Non-profit schools on the rise

November 20, 2018 | 11:26
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Despite early concerns about its feasibility, non-profit education is gaining ground in Vietnam with both foreign and domestic investors flocking to the burgeoning sector.
non profit schools on the rise

It is evident that non-profit education went through a rough start in Vietnam as non-profit institutions were widely misunderstood by the public. The term, admittedly, remains fairly unheard of until this day, even as non-profit schools have only been in Vietnam for less than 20 years and the majority of educational institutions are wholly subsidised by the state. In the late 20th century, many parents and regulators regarded non-profit education in Vietnam as “impossible and unfathomable.”

Most of the confusion stems from the concept itself – many Vietnamese mistakenly thought that non-profit schools were not supposed to make any money at all, or that they operate as charity organisations. The examples below will show that this is far from the truth.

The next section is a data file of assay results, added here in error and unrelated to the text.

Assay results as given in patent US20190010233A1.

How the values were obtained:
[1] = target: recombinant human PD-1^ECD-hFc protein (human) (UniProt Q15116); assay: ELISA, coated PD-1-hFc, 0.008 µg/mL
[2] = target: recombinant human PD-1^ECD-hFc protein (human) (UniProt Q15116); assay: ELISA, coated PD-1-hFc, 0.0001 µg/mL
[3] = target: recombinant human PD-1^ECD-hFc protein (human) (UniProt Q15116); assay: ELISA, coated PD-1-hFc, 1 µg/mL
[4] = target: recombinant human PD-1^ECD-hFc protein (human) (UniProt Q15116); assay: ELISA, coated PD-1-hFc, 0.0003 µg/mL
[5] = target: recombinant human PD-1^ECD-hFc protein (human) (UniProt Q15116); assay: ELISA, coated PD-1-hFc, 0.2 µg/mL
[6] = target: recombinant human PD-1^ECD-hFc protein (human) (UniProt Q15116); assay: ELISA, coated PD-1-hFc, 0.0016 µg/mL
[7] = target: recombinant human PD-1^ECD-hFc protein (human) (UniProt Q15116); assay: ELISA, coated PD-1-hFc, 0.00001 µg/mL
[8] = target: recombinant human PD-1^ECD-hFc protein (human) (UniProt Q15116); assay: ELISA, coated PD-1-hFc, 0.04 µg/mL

In developed countries such as the US, the UK, Germany or South Korea and Japan, non-profit education has always been a familiar concept thanks to the great number of high-quality institutions that are strictly non-profit. For example, prestigious universities such as Harvard, Yale, Stanford (US), Keio (Japan), and Yonsei (Korea) or medical schools Mayo Clinic, Cleveland Clinic, and John Hopkins Medicine (US) are all non-profit organisations.

While for-profit schools act like corporations and prioritise profit, non-profit universities place the emphasis on the providing the best study environment for students. All profit is re-invested in the schools’ facilities and curricula instead of being paid out in dividends to shareholders. Thanks to the constant investments, the quality of education and research at these non-profit schools improves year after year, helping them attract even bigger endowments from individuals and organisations.